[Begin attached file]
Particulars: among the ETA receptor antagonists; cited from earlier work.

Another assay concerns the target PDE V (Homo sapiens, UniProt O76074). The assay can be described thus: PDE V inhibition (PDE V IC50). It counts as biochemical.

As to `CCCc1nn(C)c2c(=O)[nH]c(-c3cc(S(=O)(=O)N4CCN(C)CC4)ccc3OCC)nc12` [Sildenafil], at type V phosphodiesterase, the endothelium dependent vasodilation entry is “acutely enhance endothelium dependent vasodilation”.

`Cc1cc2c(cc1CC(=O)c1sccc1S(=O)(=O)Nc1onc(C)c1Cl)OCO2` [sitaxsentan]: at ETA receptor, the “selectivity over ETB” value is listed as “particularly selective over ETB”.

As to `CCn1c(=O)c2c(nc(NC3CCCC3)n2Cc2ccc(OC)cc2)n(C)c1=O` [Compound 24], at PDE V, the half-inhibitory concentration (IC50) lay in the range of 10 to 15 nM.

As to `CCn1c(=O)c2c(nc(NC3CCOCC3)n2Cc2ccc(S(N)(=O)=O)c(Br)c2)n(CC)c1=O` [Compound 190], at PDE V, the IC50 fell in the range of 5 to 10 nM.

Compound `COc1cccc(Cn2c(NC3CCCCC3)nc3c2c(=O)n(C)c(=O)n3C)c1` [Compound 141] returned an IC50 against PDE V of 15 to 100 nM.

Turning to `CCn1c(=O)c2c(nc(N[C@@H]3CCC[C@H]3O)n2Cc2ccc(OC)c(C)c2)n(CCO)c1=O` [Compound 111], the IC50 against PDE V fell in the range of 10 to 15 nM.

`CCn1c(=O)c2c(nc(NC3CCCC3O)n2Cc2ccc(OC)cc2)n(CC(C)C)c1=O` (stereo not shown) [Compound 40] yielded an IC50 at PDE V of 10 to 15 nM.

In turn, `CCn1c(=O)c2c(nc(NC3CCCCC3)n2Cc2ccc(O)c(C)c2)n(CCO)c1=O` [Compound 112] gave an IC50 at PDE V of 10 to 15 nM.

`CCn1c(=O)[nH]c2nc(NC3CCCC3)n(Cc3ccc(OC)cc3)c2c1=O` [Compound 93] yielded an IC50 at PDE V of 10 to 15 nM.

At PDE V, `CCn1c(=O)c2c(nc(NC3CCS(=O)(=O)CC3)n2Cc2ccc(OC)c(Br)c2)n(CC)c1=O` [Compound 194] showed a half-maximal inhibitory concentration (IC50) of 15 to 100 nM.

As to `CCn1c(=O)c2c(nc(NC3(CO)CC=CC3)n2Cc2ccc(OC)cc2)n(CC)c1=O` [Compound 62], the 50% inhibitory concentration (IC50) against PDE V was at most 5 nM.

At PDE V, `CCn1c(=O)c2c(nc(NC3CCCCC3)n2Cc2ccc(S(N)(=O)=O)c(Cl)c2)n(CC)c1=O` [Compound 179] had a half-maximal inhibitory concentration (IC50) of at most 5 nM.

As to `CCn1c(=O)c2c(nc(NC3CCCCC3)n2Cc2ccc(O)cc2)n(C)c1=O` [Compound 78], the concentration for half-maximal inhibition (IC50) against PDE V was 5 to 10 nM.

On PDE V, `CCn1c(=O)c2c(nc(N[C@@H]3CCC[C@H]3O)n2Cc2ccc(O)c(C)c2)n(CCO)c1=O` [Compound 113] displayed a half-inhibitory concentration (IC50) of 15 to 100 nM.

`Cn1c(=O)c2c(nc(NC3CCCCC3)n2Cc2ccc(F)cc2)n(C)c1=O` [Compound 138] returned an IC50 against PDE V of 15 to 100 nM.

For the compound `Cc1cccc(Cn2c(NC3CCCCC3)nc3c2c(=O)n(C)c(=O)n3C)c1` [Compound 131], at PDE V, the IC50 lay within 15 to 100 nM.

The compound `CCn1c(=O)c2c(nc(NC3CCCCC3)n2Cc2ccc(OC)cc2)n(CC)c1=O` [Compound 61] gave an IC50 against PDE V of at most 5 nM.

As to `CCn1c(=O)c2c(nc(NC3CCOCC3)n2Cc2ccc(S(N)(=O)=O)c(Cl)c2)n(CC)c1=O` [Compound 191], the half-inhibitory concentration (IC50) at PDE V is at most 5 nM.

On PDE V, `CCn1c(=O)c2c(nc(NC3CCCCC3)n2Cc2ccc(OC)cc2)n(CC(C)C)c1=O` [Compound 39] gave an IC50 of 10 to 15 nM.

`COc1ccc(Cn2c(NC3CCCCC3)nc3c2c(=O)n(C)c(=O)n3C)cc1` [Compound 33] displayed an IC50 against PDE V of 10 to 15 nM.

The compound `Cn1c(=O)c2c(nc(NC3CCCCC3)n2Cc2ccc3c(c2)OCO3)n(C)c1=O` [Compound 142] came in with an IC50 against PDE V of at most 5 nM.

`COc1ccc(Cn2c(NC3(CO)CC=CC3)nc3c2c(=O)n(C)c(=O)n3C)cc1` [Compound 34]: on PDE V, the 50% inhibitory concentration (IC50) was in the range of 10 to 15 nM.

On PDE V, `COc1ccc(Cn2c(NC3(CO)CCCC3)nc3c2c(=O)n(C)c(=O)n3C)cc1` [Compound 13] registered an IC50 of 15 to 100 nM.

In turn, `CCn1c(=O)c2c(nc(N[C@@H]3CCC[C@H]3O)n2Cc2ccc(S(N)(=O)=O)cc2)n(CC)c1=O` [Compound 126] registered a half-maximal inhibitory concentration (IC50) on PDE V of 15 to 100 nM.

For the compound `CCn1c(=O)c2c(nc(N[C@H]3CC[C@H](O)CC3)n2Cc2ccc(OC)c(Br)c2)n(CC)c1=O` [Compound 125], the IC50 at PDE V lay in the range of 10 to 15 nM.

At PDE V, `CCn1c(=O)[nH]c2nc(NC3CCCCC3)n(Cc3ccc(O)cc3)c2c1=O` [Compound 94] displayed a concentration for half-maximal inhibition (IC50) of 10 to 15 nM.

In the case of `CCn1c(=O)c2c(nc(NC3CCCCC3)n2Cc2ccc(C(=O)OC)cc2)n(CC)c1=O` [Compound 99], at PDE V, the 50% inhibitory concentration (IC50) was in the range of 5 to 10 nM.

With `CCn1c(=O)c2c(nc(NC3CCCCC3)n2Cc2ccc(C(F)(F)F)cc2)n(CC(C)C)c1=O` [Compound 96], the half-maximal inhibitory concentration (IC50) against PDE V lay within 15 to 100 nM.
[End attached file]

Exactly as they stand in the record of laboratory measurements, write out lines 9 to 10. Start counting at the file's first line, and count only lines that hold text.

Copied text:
`CCn1c(=O)c2c(nc(NC3CCCC3O)n2Cc2ccc(OC)cc2)n(CC(C)C)c1=O` (stereo not shown) [Compound 40] yielded an IC50 at PDE V of 10 to 15 nM.

In turn, `CCn1c(=O)c2c(nc(NC3CCCCC3)n2Cc2ccc(O)c(C)c2)n(CCO)c1=O` [Compound 112] gave an IC50 at PDE V of 10 to 15 nM.